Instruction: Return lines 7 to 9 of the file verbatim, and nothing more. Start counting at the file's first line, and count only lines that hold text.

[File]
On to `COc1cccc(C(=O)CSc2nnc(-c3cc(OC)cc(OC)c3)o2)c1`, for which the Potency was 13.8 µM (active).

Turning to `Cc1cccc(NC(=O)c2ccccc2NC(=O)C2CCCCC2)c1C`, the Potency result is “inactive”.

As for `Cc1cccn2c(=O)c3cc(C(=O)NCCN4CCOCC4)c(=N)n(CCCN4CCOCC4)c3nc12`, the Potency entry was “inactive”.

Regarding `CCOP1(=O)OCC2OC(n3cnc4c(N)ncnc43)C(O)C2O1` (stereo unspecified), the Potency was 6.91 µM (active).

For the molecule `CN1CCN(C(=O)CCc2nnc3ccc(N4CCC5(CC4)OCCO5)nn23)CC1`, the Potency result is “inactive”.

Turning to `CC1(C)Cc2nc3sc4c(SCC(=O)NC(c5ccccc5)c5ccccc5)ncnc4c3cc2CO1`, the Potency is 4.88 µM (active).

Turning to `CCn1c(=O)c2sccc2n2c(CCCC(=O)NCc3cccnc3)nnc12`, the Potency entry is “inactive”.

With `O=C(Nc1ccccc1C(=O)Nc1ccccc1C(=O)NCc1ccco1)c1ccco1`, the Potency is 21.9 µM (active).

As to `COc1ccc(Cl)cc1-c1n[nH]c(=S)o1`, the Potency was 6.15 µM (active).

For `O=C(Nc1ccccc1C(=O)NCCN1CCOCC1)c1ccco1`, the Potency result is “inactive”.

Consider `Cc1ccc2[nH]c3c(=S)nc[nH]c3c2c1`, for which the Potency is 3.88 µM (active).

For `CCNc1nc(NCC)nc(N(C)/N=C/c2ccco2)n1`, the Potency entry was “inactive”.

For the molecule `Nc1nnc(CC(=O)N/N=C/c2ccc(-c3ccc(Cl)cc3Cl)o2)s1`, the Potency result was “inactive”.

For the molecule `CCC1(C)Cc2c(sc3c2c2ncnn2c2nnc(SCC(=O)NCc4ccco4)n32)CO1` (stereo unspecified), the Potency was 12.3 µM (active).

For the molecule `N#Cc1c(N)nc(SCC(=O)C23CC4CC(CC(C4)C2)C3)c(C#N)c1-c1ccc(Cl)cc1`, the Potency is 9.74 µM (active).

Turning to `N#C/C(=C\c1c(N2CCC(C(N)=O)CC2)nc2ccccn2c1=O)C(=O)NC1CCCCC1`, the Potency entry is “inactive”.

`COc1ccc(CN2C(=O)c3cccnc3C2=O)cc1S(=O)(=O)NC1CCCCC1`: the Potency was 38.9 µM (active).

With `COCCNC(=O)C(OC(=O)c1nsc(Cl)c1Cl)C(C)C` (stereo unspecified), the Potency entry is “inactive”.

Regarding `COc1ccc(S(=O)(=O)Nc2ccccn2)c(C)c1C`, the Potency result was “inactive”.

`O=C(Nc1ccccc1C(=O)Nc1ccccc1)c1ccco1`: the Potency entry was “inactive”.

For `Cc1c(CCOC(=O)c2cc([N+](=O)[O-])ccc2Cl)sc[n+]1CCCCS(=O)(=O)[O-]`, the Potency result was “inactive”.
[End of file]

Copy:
Turning to `CCn1c(=O)c2sccc2n2c(CCCC(=O)NCc3cccnc3)nnc12`, the Potency entry is “inactive”.

With `O=C(Nc1ccccc1C(=O)Nc1ccccc1C(=O)NCc1ccco1)c1ccco1`, the Potency is 21.9 µM (active).

As to `COc1ccc(Cl)cc1-c1n[nH]c(=S)o1`, the Potency was 6.15 µM (active).